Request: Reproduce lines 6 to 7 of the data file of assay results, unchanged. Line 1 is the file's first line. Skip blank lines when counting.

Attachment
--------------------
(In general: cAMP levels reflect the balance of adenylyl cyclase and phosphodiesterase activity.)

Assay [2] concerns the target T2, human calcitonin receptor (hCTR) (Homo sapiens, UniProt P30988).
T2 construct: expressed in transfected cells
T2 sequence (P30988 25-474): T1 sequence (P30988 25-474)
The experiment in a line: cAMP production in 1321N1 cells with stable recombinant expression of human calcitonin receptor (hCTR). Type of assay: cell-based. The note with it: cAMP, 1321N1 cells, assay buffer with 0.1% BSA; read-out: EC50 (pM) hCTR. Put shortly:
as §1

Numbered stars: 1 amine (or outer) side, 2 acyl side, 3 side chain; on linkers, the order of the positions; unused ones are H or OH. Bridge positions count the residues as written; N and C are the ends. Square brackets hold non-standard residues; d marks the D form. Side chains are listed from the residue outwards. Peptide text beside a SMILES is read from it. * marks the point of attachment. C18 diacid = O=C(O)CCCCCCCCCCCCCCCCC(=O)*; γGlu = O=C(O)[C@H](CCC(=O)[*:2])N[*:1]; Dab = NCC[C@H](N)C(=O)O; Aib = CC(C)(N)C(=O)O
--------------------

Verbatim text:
as §1

Numbered stars: 1 amine (or outer) side, 2 acyl side, 3 side chain; on linkers, the order of the positions; unused ones are H or OH. Bridge positions count the residues as written; N and C are the ends. Square brackets hold non-standard residues; d marks the D form. Side chains are listed from the residue outwards. Peptide text beside a SMILES is read from it. * marks the point of attachment. C18 diacid = O=C(O)CCCCCCCCCCCCCCCCC(=O)*; γGlu = O=C(O)[C@H](CCC(=O)[*:2])N[*:1]; Dab = NCC[C@H](N)C(=O)O; Aib = CC(C)(N)C(=O)O